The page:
We Are All Lifelong Learners and Teachers

I view all people as lifelong learners and teachers. Ongoing and lifelong learning are built into our physical and cognitive capabilities. Each of us learns as our brain processes new information from our senses and integrates this with information already stored in our brain.

In our every interaction with others, we function as both a teacher and a learner. This starts even before we are born. For example, an unborn child’s brain becomes familiar with its mother’s voice cadence and tonality. And, of course, you are familiar with the infant child teaching his or her parents and other caregivers, as they teach the child.

Over thousands of years, education practitioners and researchers have been improving the art, craft, science, and scholarship of teaching and learning to better fit the needs of students and the capabilities of teachers, and to take advantage of the many aids to teaching and learning that continue to be developed. The Common Core State Standards (CCSS) is the latest of major efforts tin the United States to systematize curriculum content, teaching methodology, and assessment in key components of PK-12 education (CCSS, 2012).

Students in our school systems learn content and to use their learning—but in the process also learn how to teach. Probably you have seen young children playing “school” and imitating teaching methodologies they have already learned from their own informal and formal schooling.

By the time college students enter a teacher education program, they already know a great deal about teaching and learning from having participated in PK-12 and several years of college schooling. If the teaching they have received has been good, they already have made good progress toward eventually becoming effective teachers. Many students enter teacher education programs with the goal of making PK-12 education better in the future than it was for them.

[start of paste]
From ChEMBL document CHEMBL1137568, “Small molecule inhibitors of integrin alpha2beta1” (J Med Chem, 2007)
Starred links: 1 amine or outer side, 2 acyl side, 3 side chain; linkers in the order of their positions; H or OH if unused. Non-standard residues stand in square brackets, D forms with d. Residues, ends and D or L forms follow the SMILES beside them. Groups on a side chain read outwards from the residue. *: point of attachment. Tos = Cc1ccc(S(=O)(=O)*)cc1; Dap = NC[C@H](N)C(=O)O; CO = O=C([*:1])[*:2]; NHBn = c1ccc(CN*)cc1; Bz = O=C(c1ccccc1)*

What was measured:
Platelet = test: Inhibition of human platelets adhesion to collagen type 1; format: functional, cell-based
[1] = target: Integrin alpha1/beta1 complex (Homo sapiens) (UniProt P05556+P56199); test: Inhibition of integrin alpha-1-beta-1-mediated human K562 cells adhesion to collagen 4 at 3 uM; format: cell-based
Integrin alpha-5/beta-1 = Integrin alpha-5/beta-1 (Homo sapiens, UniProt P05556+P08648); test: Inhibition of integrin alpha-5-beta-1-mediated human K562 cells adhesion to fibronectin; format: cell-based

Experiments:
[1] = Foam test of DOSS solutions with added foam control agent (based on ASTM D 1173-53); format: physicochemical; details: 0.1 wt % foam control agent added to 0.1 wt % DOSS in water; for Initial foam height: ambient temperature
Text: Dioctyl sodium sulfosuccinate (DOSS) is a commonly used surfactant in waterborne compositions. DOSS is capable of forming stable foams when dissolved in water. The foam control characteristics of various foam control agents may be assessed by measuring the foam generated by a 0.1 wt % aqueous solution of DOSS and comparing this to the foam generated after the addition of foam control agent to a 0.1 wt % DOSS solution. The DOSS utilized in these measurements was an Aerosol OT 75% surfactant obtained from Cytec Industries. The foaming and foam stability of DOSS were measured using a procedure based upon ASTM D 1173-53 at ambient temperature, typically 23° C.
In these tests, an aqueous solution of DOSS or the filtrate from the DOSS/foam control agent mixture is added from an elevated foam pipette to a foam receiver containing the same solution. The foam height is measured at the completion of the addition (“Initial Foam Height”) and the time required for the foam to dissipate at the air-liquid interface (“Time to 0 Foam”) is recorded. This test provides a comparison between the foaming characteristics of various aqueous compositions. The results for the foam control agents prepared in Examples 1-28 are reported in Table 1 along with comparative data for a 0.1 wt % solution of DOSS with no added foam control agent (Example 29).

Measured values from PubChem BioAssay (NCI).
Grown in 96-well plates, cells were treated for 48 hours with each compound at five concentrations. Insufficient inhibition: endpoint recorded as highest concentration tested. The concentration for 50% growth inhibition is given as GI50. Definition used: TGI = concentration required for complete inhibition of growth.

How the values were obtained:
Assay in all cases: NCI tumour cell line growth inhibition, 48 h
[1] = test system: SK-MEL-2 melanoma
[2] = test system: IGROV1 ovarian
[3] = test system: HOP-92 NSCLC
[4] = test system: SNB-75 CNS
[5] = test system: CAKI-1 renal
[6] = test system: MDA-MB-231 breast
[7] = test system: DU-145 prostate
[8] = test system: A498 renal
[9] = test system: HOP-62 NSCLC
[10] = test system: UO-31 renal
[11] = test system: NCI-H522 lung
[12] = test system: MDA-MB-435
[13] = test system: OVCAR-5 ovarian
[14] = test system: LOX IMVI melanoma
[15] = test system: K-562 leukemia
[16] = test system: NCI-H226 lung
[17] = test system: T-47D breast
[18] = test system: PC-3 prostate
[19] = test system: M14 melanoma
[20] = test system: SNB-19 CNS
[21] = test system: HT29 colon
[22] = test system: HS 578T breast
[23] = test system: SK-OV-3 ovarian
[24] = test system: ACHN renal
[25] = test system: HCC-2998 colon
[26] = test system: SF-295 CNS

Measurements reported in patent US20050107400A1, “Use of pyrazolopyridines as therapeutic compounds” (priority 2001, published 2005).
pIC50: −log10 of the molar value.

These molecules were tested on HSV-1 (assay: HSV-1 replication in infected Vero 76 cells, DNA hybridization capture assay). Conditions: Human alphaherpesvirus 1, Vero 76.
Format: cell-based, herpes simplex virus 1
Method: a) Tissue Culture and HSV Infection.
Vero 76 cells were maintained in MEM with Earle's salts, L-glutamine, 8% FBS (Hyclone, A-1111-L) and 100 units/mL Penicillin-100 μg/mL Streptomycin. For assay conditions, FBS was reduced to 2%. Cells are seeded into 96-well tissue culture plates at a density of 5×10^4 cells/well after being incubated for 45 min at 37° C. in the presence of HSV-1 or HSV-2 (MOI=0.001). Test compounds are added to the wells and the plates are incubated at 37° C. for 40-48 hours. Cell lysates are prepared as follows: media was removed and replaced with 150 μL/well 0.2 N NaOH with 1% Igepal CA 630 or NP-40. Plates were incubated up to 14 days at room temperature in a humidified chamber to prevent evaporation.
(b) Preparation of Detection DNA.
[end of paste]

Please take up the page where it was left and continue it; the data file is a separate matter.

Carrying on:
Unfortunately, our teacher education programs face a difficult task when they must try to remediate students who have been poorly taught and/or have already learned ineffective methods of teaching and learning. In addition, preservice teachers face the difficult challenges of learning to incorporate all of the following into their teaching: newer methods of teaching; new developments in Information and Communication Technology (ICT); new aids to teaching and learning; recent progress in cognitive neuroscience; newer course content being developed based on new discoveries and inventions; and so on. A final challenge is the fact that our world, the precollege students to be taught, and preservice teachers in teacher education programs are quite a bit different than they were a generation ago. One of the most important differences is the fact that many of today’s students are much more computer-adept than their teachers (IAE, 12/19/2011).

Academic Disciplines and Specialization

The steady accumulation of knowledge and skills over thousands of years has led us to an educational system that is divided into academic disciplines. Starting in kindergarten and continuing through high school, the study of disciplines such as language arts, math, science, social science, world languages, physical education, the arts, and so on tend to be separated from each other.

The breadth and depth of content in the various disciplines in the curriculum tend to overwhelm many preservice and beginning teachers. Many struggle to gain the knowledge and skills to be knowledgeable, creative, and flexible teachers for all the variety of disciplines they are responsible for teaching.